To get a sense of what I mean, imagine that I could telepathically read all your conscious and unconscious thoughts and feelings — I could know about them in as much detail as you know about them yourself — and further, that you could not, in any way, control my access. You don’t, in other words, share your thoughts with me; I take them. The power I would have over you would of course be immense. Not only could you not hide from me, I would know instantly a great amount about how the outside world affects you, what scares you, what makes you act in the ways you do.  And that means I could not only know what you think, I could to a large extent control what you do.

Chipping away at privacy is the loss of freedom by way of dehumanizing people. The people who think they have nothing to hide  have not contemplated the the workings of their essential selves. Those who think they’re saving us in the name of national security are using a similar rationale as the old East German Stasi. That didn’t work out too well.

e e cummings birthday, park path autumn wallpaper, fashion as disguise

Today is the birthday of e e cummings (Edward Estlin Cummings) October 14, 1894 – Cambridge, Massachusetts, died September 3, 1962.

FINIS

Over silent waters
day descending
night ascending
floods the gentle glory of the sunset
In a golden greeting
splendidly to westward
as pale twilight
trem-
bles
into
Darkness
comes the last light’s gracious exhortation
Lifting up to peace
so when life shall falter
standing on the shores of the
eternal
god
May I behold my sunset
Flooding
over silent waters

By way of the book Eight Harvard Poets and Project Gutenberg.

birds on a wire

There is a lot of merit in the old adage that sons, or daughters, should not be held accountable for the sins of their father. Not your fault if you were born from an asshat. That said, Tagg Romney was set up in business by his father and has an active roll in his campaign, Tagg Romney’s Company Misled Reporters About Its Relationship With Ponzi Scheme–Linked Firm

When I interviewed him in Las Vegas, Tagg told me that his associates were “cleared” of any wrongdoing associated with the Stanford Ponzi scheme. Court documents directly contradict Tagg and show that the lawsuit has not been dismissed.

The New York Times followed up on my story with its own report and confirmed that Tagg’s business partners received incentive pay for selling bunk Stanford CDs. They wrote about one Stanford victim, a local Charlotte businessman and philanthropist named Herman Stone. Stone was pressured by Brandon Phillips, an executive working now for Tagg’s firm, into putting $2 million into a fraudulent Stanford CD and lost everything.

There also that old saying about like father like son. Tagg seems to have the same elitist looter world view as his father. Since it is generally true that rich white folks do not go to jail – there are occasional exceptions – Tagg will never be held to account in the criminal justice system. Hopefully those he defrauded may have some luck through civil action.

old park path autumn wallpaper

Publishing: A very public library. A New York City tech start-up wants to create a Spotify-like service for reading. A place where you can borrow books? The idea is that you check out an electronic book for an annual fee and you can pretty much keep it as long as you need to finish reading it. The author would be compensated by some amount for every time a book is checked out. The full story does note that musicians have not been thrilled by a similar arrangement with Spotify.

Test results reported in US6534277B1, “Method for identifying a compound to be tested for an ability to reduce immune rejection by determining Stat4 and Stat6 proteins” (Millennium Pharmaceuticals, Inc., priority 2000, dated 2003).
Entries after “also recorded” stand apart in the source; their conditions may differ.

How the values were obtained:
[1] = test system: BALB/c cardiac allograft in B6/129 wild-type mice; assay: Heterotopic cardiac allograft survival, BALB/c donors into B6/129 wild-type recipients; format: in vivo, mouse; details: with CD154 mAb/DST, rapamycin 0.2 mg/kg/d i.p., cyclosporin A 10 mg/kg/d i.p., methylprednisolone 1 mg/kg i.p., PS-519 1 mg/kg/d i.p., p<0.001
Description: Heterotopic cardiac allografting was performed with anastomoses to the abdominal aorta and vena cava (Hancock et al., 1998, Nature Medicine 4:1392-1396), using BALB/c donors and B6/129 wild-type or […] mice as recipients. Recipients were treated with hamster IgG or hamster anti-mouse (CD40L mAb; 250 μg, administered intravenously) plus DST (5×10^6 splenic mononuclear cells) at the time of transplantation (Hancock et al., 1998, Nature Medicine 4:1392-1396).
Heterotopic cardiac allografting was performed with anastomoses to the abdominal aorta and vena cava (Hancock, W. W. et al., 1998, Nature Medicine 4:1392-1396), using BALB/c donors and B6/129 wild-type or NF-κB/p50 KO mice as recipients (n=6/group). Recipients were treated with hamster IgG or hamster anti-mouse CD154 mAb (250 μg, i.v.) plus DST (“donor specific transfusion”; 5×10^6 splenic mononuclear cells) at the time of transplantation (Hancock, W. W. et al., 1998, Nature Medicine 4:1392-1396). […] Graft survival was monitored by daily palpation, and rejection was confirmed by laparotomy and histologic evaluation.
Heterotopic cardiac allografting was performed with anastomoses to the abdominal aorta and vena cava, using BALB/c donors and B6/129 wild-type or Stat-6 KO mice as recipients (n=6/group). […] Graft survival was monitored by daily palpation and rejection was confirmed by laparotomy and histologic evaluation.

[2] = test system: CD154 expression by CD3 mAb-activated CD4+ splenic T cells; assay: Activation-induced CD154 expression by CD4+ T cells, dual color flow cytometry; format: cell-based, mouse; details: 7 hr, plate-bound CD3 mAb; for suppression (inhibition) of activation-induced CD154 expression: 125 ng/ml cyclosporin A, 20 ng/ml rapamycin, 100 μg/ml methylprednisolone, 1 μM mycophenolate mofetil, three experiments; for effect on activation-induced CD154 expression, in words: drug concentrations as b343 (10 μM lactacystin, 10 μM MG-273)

Anecdotes of Fashion or how throughout history men and women have used fashion to torture themselves and hide flaws.

If a reigning beauty chanced to have an unequal hip, those who had very handsome hips would load them with that false rump which the other was compelled by the unkindness of nature to substitute. Patches were invented in England in the reign of Edward VI, by a foreign lady, who in this manner ingeniously covered a wen on her neck. Full-bottomed wigs were invented by a French barber, one Duviller, whose name they perpetuated, for the purpose of concealing an elevation in the shoulder of the Dauphin. Charles VII. of France introduced long coats to hide his ill-made legs. Shoes with very long points, full two feet in length, were invented by Henry Plantagenet, Duke of Anjou, to conceal a large excrescence on one of his feet.

Ken Burns: Romney’s war on public TV is a loss for USA. PBS is mostly self supporting and accounts for about .01% of the federal budget. About the same amount of money Rush Limbaugh spends on bacon, which is 100% more than Jonah Goldberg spends on fact checkers for his columns and books.

alfred beach’s pneumatic subway, romney corrupt to the core, early autumn wallpaper

Advancing the shield – interior of the tunnel. The tunnel was for Beach’s pneumatic subway. The idea of an underground transportation system was, as far as documentation can show, was by British manufacturer George Medhurst in 1805. The British public, on hearing of the idea did not think much of being crowded into tubes underground. 65 years later Alfred Ely Beach pondered how to best transport New York’s booming population from one part of the city to the other. Beach too thought why not send people in tubes underground propelled by pressurized air. Even 65 years after Medhurst the idea seemed fantastical, but Beach’s ideas were logical in terms of what would become the science of pneumatic. Scientific American reviewed an article about an earlier idea by Beach to run such an underground system by means of horse drawn cars and it seemed rational enough to be published in 1849.